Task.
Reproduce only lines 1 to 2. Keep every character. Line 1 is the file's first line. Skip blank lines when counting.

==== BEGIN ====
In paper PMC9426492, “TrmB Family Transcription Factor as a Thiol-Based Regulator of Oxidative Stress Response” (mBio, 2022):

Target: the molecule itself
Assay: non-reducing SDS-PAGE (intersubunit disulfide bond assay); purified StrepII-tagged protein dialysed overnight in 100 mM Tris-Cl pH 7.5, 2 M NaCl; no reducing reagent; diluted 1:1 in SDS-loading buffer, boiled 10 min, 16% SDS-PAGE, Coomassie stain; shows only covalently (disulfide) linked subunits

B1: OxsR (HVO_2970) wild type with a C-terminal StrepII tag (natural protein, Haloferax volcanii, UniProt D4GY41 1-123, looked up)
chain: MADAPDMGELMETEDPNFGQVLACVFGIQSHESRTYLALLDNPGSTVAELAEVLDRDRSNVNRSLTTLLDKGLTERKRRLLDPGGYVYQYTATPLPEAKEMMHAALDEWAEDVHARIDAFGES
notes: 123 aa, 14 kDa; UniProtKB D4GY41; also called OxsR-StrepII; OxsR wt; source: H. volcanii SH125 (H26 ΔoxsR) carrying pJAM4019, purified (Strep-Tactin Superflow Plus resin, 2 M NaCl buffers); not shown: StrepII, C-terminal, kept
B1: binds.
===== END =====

In paper PMC9426492, “TrmB Family Transcription Factor as a Thiol-Based Regulator of Oxidative Stress Response” (mBio, 2022):

Target: the molecule itself